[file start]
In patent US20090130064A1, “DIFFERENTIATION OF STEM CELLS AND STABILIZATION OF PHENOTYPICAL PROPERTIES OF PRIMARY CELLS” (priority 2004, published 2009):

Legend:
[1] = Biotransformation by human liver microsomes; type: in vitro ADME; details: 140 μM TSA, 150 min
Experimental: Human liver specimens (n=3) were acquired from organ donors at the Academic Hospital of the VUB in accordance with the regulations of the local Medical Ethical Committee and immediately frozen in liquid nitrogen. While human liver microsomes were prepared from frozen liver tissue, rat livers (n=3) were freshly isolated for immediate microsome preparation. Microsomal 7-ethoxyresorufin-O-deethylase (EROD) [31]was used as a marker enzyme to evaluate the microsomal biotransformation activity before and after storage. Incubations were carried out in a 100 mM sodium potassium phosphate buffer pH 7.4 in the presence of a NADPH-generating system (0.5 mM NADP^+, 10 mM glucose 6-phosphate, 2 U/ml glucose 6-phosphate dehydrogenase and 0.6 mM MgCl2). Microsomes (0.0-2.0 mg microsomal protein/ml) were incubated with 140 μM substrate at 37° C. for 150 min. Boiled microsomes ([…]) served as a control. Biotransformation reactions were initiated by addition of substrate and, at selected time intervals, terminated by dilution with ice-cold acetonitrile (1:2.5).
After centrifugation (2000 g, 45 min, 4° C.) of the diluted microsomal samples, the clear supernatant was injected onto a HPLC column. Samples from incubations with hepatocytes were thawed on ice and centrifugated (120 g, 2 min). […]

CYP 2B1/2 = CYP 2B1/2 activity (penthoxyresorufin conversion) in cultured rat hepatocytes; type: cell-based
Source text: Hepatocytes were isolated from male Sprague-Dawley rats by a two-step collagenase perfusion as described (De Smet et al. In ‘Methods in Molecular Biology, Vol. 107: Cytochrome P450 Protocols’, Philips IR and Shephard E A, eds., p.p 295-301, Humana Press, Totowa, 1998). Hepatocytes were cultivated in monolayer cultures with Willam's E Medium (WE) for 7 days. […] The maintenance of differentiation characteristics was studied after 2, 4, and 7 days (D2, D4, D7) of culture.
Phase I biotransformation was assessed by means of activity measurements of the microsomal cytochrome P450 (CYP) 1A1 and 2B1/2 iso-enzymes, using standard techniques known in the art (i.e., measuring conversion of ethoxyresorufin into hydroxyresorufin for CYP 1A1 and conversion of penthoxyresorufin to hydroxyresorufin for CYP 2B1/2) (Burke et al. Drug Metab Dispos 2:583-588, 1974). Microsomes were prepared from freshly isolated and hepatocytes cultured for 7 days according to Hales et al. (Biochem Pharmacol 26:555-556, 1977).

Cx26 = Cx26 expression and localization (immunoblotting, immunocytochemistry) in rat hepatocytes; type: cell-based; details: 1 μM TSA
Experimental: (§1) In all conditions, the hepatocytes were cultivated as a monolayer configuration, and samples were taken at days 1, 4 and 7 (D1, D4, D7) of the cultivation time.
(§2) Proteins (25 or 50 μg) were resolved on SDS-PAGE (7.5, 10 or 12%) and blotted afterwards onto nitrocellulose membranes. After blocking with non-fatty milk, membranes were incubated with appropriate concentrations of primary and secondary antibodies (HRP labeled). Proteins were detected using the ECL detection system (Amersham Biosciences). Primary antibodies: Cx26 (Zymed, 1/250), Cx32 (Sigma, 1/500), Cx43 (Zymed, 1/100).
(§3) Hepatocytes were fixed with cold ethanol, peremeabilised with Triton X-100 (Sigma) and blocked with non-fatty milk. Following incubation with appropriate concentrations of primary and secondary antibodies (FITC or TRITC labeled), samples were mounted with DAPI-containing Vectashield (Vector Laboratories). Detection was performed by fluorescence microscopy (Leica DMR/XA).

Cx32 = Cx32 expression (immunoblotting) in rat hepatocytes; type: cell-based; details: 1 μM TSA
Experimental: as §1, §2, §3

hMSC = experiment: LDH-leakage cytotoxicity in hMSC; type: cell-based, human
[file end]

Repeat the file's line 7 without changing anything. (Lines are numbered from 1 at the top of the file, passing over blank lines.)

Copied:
Source text: Hepatocytes were isolated from male Sprague-Dawley rats by a two-step collagenase perfusion as described (De Smet et al. In ‘Methods in Molecular Biology, Vol. 107: Cytochrome P450 Protocols’, Philips IR and Shephard E A, eds., p.p 295-301, Humana Press, Totowa, 1998). Hepatocytes were cultivated in monolayer cultures with Willam's E Medium (WE) for 7 days. […] The maintenance of differentiation characteristics was studied after 2, 4, and 7 days (D2, D4, D7) of culture.